South Koreans are worried, as the United States continues to threaten the threat of military strikes on North Korea’s neighbor. Threats repeated insistently by the White House. Donald Trump said Sunday, October 22, he was ” totally ready ” for the war with Pyongyang. One option would be even ” good ” ( ” nice “), said the US president.
In 70 years of division, the Korean peninsula has already gone through many crises. The difference this time is that the danger seems to come from the United States.
Leader Kim Jong-un is not suicidal. He is not going to start a war that he is sure to lose. But he has never been so close to possessing a nuclear weapon capable of striking US territory, and this prospect is unbearable for the White House.
Donald Trump’s security advisor, General McMaster, said this week that a nuclear North Korea and a deterrence strategy – which has worked for decades during the Cold War – was ” unacceptable “.
Pyongyang refusing to give up the atom, it leaves only the military option. Several sources claim that White House strategists are increasingly leaning towards this option.
The North is often restrained as winter approaches
Specialist Andrei Lankov, based in Seoul, estimates even 20 to 30% chances of US strikes on the North, and 10 to 15% risk of North Korean reprisals large.
In sum, for a growing number of experts, the probability of a second Korean war remains low, but it has never been so high.
So, are all these bellicose statements only “psychological warfare” operations aimed at frightening the Pyongyang regime? That’s what some people say.
There is also relative calm on the North Korean side, with 40 days without missile fire. But we must not draw hasty conclusions; the North is often restrained as winter approaches.
Even limited military action could be misinterpreted
Threatening the threat of war could also be a way to scare China to force it to economically suffocate its North Korean ally. And it’s true that Beijing has never shown such goodwill in voting and putting sanctions in place.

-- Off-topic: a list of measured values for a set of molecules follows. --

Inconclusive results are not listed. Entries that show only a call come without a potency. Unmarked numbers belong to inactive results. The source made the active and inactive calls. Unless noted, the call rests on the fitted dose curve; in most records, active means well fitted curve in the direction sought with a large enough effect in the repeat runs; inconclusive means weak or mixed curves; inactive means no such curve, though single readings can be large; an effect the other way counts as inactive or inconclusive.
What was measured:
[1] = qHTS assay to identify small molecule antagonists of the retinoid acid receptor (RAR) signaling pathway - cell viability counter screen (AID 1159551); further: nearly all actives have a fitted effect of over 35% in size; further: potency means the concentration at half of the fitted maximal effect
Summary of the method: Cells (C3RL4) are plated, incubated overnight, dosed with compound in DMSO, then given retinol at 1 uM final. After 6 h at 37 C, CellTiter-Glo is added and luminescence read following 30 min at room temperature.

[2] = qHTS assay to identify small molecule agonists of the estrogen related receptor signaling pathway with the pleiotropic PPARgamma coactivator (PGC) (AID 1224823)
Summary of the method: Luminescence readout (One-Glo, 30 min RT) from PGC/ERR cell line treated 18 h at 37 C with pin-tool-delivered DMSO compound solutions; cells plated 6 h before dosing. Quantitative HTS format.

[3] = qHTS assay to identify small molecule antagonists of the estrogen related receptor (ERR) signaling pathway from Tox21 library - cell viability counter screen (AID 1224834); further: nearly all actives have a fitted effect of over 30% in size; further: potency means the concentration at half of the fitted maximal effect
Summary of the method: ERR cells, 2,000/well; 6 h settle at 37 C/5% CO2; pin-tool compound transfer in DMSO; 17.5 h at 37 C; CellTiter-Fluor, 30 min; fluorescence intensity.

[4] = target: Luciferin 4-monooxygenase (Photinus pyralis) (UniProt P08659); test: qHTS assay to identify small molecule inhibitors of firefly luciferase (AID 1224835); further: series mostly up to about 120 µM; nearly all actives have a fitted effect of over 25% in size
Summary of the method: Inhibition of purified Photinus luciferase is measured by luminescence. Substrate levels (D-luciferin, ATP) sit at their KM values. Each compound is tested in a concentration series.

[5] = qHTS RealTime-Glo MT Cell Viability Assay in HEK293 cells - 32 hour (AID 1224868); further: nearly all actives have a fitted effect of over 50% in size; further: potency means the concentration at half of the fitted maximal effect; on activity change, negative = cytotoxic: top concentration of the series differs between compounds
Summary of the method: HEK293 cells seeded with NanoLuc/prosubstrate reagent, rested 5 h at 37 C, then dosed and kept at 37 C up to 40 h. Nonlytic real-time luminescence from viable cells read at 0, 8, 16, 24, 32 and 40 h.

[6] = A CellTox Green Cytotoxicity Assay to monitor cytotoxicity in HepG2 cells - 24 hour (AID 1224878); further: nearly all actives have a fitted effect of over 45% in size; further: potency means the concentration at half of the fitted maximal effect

Finally, scare the countries of the region could be a way to prepare for long-term negotiations. The problem is that this hawkish rhetoric increases the risk of escalation and miscalculation.
A US action, even limited, could be considered by Pyongyang as the beginning of a war. The regime could then retaliate by playing its all-out with large-scale attacks on Seoul and US bases in the South.
The South Koreans, who are within firing range of North Korean artillery, are experiencing these tensions without any panic. But in Seoul, there is growing concern and new attitudes.
“The accumulated tension and terror are undermining us from within“
“I started discussing evacuation plans with my parents, ” wrote columnist Koo Se-woong, in an article titled “Mr. Trump, I live in South Korea and you scare me.”
Under the ” apparent ” calm, ” the tension and terror accumulated over decades undermines us from the inside and arises intermittently during mundane conversations, ” writes novelist Han Kang, who accuses the United States of treating 50 million South Koreans as a negligible amount.
In any case, there is no indication of the imminence of a conflict, for example an evacuation of US nationals.
The US military is conducting an evacuation exercise this week of civilians living in its bases in South Korea. But she says it’s a routine exercise that takes place every year. The media interest generated is nonetheless a sign of the nervousness that surrounds it.